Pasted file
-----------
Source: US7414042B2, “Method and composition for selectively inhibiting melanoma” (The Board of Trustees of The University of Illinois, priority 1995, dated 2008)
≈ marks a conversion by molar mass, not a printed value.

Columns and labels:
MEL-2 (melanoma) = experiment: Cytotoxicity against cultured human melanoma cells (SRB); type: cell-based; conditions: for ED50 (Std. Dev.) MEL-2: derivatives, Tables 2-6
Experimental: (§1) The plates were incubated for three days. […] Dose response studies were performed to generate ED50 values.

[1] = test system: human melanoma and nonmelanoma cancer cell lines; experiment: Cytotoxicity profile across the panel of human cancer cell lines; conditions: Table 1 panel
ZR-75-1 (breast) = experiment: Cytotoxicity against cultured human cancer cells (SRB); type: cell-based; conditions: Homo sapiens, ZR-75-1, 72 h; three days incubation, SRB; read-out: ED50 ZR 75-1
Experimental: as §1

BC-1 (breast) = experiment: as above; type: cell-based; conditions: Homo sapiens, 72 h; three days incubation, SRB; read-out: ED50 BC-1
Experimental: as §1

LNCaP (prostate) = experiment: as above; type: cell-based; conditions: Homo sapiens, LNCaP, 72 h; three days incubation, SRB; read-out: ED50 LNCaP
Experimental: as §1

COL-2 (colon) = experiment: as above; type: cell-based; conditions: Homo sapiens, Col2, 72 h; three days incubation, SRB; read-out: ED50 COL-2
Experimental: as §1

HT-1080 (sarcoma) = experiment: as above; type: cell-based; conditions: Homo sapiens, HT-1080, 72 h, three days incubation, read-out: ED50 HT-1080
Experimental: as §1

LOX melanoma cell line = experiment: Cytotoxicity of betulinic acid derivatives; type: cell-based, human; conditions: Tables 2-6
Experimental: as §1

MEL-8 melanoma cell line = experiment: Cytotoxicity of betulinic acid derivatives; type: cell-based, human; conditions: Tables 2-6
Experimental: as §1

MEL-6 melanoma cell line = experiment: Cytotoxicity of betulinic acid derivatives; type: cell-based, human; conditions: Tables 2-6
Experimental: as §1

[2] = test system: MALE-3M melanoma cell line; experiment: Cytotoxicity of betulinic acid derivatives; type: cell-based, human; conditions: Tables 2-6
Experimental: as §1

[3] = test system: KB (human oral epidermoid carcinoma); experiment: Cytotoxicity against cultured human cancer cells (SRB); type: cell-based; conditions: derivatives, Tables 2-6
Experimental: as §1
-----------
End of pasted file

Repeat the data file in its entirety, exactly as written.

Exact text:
Source: US7414042B2, “Method and composition for selectively inhibiting melanoma” (The Board of Trustees of The University of Illinois, priority 1995, dated 2008)
≈ marks a conversion by molar mass, not a printed value.

Columns and labels:
MEL-2 (melanoma) = experiment: Cytotoxicity against cultured human melanoma cells (SRB); type: cell-based; conditions: for ED50 (Std. Dev.) MEL-2: derivatives, Tables 2-6
Experimental: (§1) The plates were incubated for three days. […] Dose response studies were performed to generate ED50 values.

[1] = test system: human melanoma and nonmelanoma cancer cell lines; experiment: Cytotoxicity profile across the panel of human cancer cell lines; conditions: Table 1 panel
ZR-75-1 (breast) = experiment: Cytotoxicity against cultured human cancer cells (SRB); type: cell-based; conditions: Homo sapiens, ZR-75-1, 72 h; three days incubation, SRB; read-out: ED50 ZR 75-1
Experimental: as §1

BC-1 (breast) = experiment: as above; type: cell-based; conditions: Homo sapiens, 72 h; three days incubation, SRB; read-out: ED50 BC-1
Experimental: as §1

LNCaP (prostate) = experiment: as above; type: cell-based; conditions: Homo sapiens, LNCaP, 72 h; three days incubation, SRB; read-out: ED50 LNCaP
Experimental: as §1

COL-2 (colon) = experiment: as above; type: cell-based; conditions: Homo sapiens, Col2, 72 h; three days incubation, SRB; read-out: ED50 COL-2
Experimental: as §1

HT-1080 (sarcoma) = experiment: as above; type: cell-based; conditions: Homo sapiens, HT-1080, 72 h, three days incubation, read-out: ED50 HT-1080
Experimental: as §1

LOX melanoma cell line = experiment: Cytotoxicity of betulinic acid derivatives; type: cell-based, human; conditions: Tables 2-6
Experimental: as §1

MEL-8 melanoma cell line = experiment: Cytotoxicity of betulinic acid derivatives; type: cell-based, human; conditions: Tables 2-6
Experimental: as §1

MEL-6 melanoma cell line = experiment: Cytotoxicity of betulinic acid derivatives; type: cell-based, human; conditions: Tables 2-6
Experimental: as §1

[2] = test system: MALE-3M melanoma cell line; experiment: Cytotoxicity of betulinic acid derivatives; type: cell-based, human; conditions: Tables 2-6
Experimental: as §1

[3] = test system: KB (human oral epidermoid carcinoma); experiment: Cytotoxicity against cultured human cancer cells (SRB); type: cell-based; conditions: derivatives, Tables 2-6
Experimental: as §1